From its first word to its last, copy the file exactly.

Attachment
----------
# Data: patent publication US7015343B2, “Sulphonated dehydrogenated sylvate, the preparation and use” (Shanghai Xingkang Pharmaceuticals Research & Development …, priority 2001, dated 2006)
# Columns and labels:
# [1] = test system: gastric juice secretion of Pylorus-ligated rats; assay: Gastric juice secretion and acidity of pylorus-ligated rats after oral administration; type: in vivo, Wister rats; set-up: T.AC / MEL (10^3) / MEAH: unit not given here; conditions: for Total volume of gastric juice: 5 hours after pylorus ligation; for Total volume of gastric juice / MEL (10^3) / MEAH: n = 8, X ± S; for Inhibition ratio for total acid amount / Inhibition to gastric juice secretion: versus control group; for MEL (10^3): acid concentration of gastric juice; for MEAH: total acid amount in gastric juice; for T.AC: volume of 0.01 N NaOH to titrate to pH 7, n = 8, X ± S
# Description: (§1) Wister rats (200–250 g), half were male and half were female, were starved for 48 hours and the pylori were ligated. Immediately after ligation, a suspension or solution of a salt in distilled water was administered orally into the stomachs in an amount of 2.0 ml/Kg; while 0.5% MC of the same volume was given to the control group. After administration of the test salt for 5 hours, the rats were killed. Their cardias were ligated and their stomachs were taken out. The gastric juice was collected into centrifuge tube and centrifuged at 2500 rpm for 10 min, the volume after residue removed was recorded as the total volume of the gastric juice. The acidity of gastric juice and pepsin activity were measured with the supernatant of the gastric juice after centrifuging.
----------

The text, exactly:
# Data: patent publication US7015343B2, “Sulphonated dehydrogenated sylvate, the preparation and use” (Shanghai Xingkang Pharmaceuticals Research & Development …, priority 2001, dated 2006)
# Columns and labels:
# [1] = test system: gastric juice secretion of Pylorus-ligated rats; assay: Gastric juice secretion and acidity of pylorus-ligated rats after oral administration; type: in vivo, Wister rats; set-up: T.AC / MEL (10^3) / MEAH: unit not given here; conditions: for Total volume of gastric juice: 5 hours after pylorus ligation; for Total volume of gastric juice / MEL (10^3) / MEAH: n = 8, X ± S; for Inhibition ratio for total acid amount / Inhibition to gastric juice secretion: versus control group; for MEL (10^3): acid concentration of gastric juice; for MEAH: total acid amount in gastric juice; for T.AC: volume of 0.01 N NaOH to titrate to pH 7, n = 8, X ± S
# Description: (§1) Wister rats (200–250 g), half were male and half were female, were starved for 48 hours and the pylori were ligated. Immediately after ligation, a suspension or solution of a salt in distilled water was administered orally into the stomachs in an amount of 2.0 ml/Kg; while 0.5% MC of the same volume was given to the control group. After administration of the test salt for 5 hours, the rats were killed. Their cardias were ligated and their stomachs were taken out. The gastric juice was collected into centrifuge tube and centrifuged at 2500 rpm for 10 min, the volume after residue removed was recorded as the total volume of the gastric juice. The acidity of gastric juice and pepsin activity were measured with the supernatant of the gastric juice after centrifuging.